Hoyer's (Sort-of) Superdelegate Solution
As Speaker Nancy Pelosi (D-Calif.) continued to walk a fine line on the role superdelegates should play in deciding the Democratic presidential race, House Majority Leader Steny Hoyer (D-Md.) unveiled his own idea today for how the contest might be resolved.
Hoyer's suggested way out of the current mess sounds akin to making the decision in a smoke-filled room (though presumably without the smoke, which is banned in most parts of the Capitol).
Democratic National Committee Chairman Howard Dean said last week that superdelegates should commit to either Hillary Rodham Clinton or Barack Obama by July 1 in order to settle the nomination well in advance of the party convention in August. And Tennessee Gov. Phil Bredesen (D) has suggested holding something like a superdelegate caucus or primary in June.
Asked about those proposals today at his weekly roundtable with reporters, Hoyer said he would also like to see the nomination settled soon, but responded with a slightly different idea.
"In my early days, my younger days, I was a political leader in Prince George's County," Hoyer said. "We had what was called a 'breakfast club' -- people sat around a table just like this. We rarely ever voted. We did have, however, significant discussions in which we ultimately came to consensus. That didn't mean everybody was in unanimity but it did mean everybody agreed, 'well, that seems to be the rational conclusion to reach.' So you don't necessarily have to vote to reach such a conclusion."
After a brief pause, Hoyer said, "I hope I wasn't too elliptical on that."
Okay, then. Hoyer also told reporters he prefers to call superdelegates "ex officio" delegates. "This 'super' business I think, you know, we're no better or worse than delegates elected as delegates," Hoyer said.
And he told a joke he said he'd made at a recent Gridiron Club dinner: "Superdelegates are just like any other delegate. Except of course we can fly, then steal and subvert the will of the American people."
Hoyer repeated his oft-stated view that superdelegates should use their "judgment" and "experience" to decide which candidate to support, pointing out that superdelegates will have the benefit at the end of the primary process of looking back at the entire arc of the campaign before making their decisions, whereas many regular primary voters were forced to cast their ballots months ago. Hoyer suggested that Marylanders who voted in the February primary, for example, might have voted differently had they been asked to do so months earlier, or later.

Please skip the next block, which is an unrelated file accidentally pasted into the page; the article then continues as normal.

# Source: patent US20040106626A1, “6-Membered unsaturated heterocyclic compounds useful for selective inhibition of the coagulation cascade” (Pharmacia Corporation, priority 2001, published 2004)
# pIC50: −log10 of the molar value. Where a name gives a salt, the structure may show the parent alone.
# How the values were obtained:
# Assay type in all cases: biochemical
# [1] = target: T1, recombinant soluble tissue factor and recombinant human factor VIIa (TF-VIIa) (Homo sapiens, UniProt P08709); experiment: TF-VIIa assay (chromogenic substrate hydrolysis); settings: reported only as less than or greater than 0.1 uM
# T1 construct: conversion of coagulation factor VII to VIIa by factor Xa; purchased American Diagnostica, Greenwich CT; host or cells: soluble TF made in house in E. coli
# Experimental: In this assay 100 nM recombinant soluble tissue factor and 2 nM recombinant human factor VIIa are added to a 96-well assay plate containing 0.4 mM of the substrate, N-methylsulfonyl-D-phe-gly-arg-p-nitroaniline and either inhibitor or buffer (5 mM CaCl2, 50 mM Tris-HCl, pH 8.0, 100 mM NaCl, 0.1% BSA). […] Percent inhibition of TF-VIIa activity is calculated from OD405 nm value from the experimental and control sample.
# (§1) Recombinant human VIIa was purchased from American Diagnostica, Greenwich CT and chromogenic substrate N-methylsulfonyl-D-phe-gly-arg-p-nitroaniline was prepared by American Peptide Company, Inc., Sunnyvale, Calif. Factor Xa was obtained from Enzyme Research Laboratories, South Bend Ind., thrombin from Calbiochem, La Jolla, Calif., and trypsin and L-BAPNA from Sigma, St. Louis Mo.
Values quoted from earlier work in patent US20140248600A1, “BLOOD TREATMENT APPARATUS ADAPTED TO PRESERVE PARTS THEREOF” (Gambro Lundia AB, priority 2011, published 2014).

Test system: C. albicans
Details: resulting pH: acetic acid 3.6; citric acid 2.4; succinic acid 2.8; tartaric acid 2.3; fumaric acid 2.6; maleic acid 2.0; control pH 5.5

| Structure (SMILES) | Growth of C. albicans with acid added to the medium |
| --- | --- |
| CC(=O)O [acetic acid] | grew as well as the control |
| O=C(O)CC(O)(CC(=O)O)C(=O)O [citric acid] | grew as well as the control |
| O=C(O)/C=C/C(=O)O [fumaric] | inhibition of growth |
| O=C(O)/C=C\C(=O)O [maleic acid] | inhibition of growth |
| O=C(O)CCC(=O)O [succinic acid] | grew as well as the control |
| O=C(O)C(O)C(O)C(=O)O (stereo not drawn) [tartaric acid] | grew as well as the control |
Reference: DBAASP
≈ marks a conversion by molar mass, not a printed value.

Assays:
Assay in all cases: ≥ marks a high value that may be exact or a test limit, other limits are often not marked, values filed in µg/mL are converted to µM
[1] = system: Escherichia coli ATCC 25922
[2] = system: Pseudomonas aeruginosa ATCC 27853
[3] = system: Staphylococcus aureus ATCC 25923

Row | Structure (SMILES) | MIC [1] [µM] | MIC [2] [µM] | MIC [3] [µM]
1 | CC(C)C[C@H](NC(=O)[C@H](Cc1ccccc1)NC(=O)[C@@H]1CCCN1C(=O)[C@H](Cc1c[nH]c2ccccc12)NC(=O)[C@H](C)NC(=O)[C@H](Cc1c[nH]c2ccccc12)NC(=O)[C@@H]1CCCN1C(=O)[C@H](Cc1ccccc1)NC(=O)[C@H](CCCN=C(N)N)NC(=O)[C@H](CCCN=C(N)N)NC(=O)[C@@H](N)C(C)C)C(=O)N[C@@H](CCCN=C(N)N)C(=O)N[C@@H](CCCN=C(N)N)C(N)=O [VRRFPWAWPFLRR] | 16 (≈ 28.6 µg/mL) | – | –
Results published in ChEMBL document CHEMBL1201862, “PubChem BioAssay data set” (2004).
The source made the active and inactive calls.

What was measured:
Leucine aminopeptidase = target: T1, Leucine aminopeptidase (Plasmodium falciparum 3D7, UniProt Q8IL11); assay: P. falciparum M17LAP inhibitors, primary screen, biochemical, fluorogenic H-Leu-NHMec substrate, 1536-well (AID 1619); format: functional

Pelosi, meanwile, said in a television interview this morning that superdelegates should make up their own minds about which candidate to pick.
"These superdelegates have the right to vote their conscience and who they think would be the better president, or who can win, but they also then should get involved in the campaigns and make their power known there," Pelosi said on "Good Morning America."
That's not much different from what Pelosi said on the subject March 5: "I believe superdelegates have to use their own judgment and there will be many equities that they have to weigh when they make the decision: their own belief and who they think will be the best President, who they think can win, how their own region voted, and their own responsibility."
But Pelosi has taken fire from some Clinton supporters for her past contention that superdelegates should not go against the popular vote and pledged delegate count. "It would be a problem for the party if the verdict would be something different than the public has decided," Pelosi said in February.
Those comments have been interpreted as a hint that Clinton shouldn't try to win the race with the votes of superdelegates if, as seems assured, she finishes the primary season trailing Obama in pledged delegates.
As chairwoman of the Democratic convention and the highest-ranking elected woman in U.S. history, Pelosi is in a tough spot. She has to do what she thinks is best for the party, particularly in helping Democrats win in November. But she must do it without appearing biased against the still-popular Clinton. Pelosi will certainly breathe a sigh of relief when this fight is settled.
As for Hoyer, he'll just be happy not to have to hear the word "superdelegate" anymore.
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